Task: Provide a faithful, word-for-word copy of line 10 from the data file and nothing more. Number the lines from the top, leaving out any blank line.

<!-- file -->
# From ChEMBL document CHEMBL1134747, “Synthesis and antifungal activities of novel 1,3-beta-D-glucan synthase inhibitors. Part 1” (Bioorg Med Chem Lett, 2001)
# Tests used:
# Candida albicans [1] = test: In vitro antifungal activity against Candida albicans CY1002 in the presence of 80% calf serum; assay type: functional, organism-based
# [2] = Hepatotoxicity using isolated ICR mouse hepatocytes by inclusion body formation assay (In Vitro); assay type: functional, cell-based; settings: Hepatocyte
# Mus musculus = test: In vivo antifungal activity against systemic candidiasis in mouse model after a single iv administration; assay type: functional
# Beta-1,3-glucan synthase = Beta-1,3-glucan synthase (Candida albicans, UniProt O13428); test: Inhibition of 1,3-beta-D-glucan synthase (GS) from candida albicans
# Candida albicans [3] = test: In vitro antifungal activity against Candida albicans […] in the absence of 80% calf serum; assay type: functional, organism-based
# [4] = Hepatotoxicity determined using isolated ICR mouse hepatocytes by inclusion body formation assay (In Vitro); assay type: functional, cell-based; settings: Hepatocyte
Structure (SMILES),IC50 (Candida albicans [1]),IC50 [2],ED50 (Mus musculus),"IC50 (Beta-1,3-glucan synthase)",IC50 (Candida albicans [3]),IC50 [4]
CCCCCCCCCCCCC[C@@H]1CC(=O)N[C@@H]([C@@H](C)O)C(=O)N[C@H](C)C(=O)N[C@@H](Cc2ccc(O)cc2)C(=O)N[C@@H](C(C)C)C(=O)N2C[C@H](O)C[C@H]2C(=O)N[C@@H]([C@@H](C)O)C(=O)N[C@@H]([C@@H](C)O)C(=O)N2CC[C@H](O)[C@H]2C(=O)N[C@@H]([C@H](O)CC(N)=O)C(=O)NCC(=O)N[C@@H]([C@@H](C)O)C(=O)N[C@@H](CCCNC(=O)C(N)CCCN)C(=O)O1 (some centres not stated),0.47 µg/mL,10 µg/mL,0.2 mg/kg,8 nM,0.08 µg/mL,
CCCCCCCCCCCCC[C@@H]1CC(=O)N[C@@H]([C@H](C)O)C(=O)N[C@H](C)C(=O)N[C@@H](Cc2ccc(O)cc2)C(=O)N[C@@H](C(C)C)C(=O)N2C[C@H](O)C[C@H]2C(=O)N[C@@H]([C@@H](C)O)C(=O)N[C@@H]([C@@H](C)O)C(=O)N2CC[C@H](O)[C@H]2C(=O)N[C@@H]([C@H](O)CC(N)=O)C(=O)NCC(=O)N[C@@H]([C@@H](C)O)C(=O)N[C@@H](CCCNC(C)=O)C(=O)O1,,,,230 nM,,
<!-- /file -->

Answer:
CCCCCCCCCCCCC[C@@H]1CC(=O)N[C@@H]([C@@H](C)O)C(=O)N[C@H](C)C(=O)N[C@@H](Cc2ccc(O)cc2)C(=O)N[C@@H](C(C)C)C(=O)N2C[C@H](O)C[C@H]2C(=O)N[C@@H]([C@@H](C)O)C(=O)N[C@@H]([C@@H](C)O)C(=O)N2CC[C@H](O)[C@H]2C(=O)N[C@@H]([C@H](O)CC(N)=O)C(=O)NCC(=O)N[C@@H]([C@@H](C)O)C(=O)N[C@@H](CCCNC(=O)C(N)CCCN)C(=O)O1 (some centres not stated),0.47 µg/mL,10 µg/mL,0.2 mg/kg,8 nM,0.08 µg/mL,